It is one of the sport’s crown jewels, first conceptualised more than 50 years ago by Earl Butch Buchholz, who realised that running a two-week tennis tournament for men and women — now named the Miami Open presented by Itau — was part of the entertainment business. When Buchholz and his younger brother, Cliff Buchholz, swept into southern Florida in 1987, after briefly holding the tournament at Delray Beach (1985) and Boca West (1986), all of their Mid-Western charm, experience and determination was needed to permanently establish a home on the beautiful island of Key Biscayne. Butch Buchholz told ATPTour.com, “I jokingly said [to my brother], ‘If things go wrong it’s your fault. If they are good, I did it.’”
Initially, amidst a five-year court battle to build a 14,000-seat stadium, the organisers — Butch, as Tournament Chairman to 2010, and Cliff, as Tournament Director to 2003 — had to deal with the second-coldest day recorded in Florida and plenty of hurricanes. Notably, the aftermath of 1992 Hurricane Andrew, one of the worst in Florida’s history, “when hundreds of fish landed on the courts” and set back their preparations for 1993, when they had to deal with a different problem. “When the stadium court was still under construction, we had to move the temporary stadium court all the way down to the end of the property,” remembers Butch Buchholz, who had initially built a $1 million 10,000-square-foot clubhouse in 1989 at Crandon Park.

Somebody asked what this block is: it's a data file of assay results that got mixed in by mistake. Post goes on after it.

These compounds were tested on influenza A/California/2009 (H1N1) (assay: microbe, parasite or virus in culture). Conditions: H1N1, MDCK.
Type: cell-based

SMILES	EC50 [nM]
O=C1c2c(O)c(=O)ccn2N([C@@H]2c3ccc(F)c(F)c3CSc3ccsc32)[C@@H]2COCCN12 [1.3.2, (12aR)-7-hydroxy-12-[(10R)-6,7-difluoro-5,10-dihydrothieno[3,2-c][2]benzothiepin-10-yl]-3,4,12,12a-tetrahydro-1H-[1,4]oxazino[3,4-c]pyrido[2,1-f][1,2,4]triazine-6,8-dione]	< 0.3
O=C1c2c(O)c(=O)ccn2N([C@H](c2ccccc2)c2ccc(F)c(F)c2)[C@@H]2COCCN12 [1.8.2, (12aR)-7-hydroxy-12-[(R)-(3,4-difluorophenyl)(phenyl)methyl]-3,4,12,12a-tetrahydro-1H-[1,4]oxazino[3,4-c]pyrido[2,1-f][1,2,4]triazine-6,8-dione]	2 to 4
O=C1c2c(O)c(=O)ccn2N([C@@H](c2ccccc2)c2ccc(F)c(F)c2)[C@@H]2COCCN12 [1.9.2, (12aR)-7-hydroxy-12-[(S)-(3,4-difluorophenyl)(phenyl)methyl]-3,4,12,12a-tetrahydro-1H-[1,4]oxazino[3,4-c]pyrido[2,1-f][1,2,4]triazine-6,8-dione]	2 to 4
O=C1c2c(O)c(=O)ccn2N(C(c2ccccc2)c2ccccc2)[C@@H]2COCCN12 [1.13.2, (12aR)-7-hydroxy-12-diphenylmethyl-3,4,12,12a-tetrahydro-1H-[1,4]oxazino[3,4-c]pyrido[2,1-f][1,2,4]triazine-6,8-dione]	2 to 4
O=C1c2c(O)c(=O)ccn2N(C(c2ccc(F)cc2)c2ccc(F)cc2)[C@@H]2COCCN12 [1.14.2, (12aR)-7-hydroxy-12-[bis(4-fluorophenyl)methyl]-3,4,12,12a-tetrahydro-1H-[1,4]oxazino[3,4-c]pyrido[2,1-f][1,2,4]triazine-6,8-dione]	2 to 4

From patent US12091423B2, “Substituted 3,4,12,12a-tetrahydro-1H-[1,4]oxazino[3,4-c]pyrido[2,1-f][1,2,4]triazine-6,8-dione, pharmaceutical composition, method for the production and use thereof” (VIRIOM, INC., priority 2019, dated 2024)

“For some reason, to this day, we still don’t know why. But the court started breaking up on the final day. There was talk about the soil being bad and moisture being there. Even the heat of the day, but, for sure, it was a major crisis. At nine o’clock in the morning the court was unplayable, but when we were ready to go on air for the final [MaliVai Washington versus Pete Sampras], by a miracle, the court stuck together. It didn’t come apart and we were able to play on it. Frank Froehling, who [passed away in January 2020 and] was in the court construction business, felt that when the temporary court was built down at the end of the property, that there was probably so much moisture in there, that it was likely coming up. We also had the second-coldest day recorded in Florida in the first year, whereas the second week [of the tournament] always got hot.”
A small, but vocal section of the local community had been opposed to the development of a $20 million octagonal-shaped stadium, on the site of a former rubbish dump. The politics became fierce and the Buchholz brothers considered another venue switch. “Everyone was hopeful that we could build a stadium, but the Key Biscayne residents were worried we’d be holding rock concerts, tractor pulls and mud wrestling there,” remembers Buchholz, who had originally viewed Flamingo Park, Tropical Park and Amelia Earhart Park for Miami’s tournament site. “The people against the stadium accused us, and the county [Miami-Dade], of something we weren’t going to do. It took almost five years in court, but we won the right to build the stadium and have the tournament. But then there were all sorts of conditions, which we did not support, when the county did the contract with the prominent Matheson family. The stadium [once built] really did change the tournament.”